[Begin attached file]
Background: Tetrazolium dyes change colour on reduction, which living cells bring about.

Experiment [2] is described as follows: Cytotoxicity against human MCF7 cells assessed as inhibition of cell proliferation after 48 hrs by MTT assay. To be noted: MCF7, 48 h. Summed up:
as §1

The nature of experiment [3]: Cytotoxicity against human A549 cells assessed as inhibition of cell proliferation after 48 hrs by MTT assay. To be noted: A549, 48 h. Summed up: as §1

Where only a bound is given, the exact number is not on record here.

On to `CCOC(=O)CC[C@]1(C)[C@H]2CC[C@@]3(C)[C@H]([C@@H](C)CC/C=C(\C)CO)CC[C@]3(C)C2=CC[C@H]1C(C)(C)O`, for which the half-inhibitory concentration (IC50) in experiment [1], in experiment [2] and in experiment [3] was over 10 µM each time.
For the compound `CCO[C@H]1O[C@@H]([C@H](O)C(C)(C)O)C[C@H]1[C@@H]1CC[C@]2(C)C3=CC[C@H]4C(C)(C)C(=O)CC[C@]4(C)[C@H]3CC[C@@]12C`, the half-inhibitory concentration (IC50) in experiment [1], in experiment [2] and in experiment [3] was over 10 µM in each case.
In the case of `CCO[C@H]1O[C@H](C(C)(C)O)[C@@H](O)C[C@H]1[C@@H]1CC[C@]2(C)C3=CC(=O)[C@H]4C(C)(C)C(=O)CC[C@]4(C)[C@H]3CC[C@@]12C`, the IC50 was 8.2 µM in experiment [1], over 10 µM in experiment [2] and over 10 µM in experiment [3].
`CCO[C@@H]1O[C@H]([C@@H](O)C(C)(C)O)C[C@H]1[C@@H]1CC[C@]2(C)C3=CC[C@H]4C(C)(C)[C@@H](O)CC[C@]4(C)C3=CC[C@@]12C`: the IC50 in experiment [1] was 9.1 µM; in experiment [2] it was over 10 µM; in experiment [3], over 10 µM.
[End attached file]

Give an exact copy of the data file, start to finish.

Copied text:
Background: Tetrazolium dyes change colour on reduction, which living cells bring about.

Experiment [2] is described as follows: Cytotoxicity against human MCF7 cells assessed as inhibition of cell proliferation after 48 hrs by MTT assay. To be noted: MCF7, 48 h. Summed up:
as §1

The nature of experiment [3]: Cytotoxicity against human A549 cells assessed as inhibition of cell proliferation after 48 hrs by MTT assay. To be noted: A549, 48 h. Summed up: as §1

Where only a bound is given, the exact number is not on record here.

On to `CCOC(=O)CC[C@]1(C)[C@H]2CC[C@@]3(C)[C@H]([C@@H](C)CC/C=C(\C)CO)CC[C@]3(C)C2=CC[C@H]1C(C)(C)O`, for which the half-inhibitory concentration (IC50) in experiment [1], in experiment [2] and in experiment [3] was over 10 µM each time.
For the compound `CCO[C@H]1O[C@@H]([C@H](O)C(C)(C)O)C[C@H]1[C@@H]1CC[C@]2(C)C3=CC[C@H]4C(C)(C)C(=O)CC[C@]4(C)[C@H]3CC[C@@]12C`, the half-inhibitory concentration (IC50) in experiment [1], in experiment [2] and in experiment [3] was over 10 µM in each case.
In the case of `CCO[C@H]1O[C@H](C(C)(C)O)[C@@H](O)C[C@H]1[C@@H]1CC[C@]2(C)C3=CC(=O)[C@H]4C(C)(C)C(=O)CC[C@]4(C)[C@H]3CC[C@@]12C`, the IC50 was 8.2 µM in experiment [1], over 10 µM in experiment [2] and over 10 µM in experiment [3].
`CCO[C@@H]1O[C@H]([C@@H](O)C(C)(C)O)C[C@H]1[C@@H]1CC[C@]2(C)C3=CC[C@H]4C(C)(C)[C@@H](O)CC[C@]4(C)C3=CC[C@@]12C`: the IC50 in experiment [1] was 9.1 µM; in experiment [2] it was over 10 µM; in experiment [3], over 10 µM.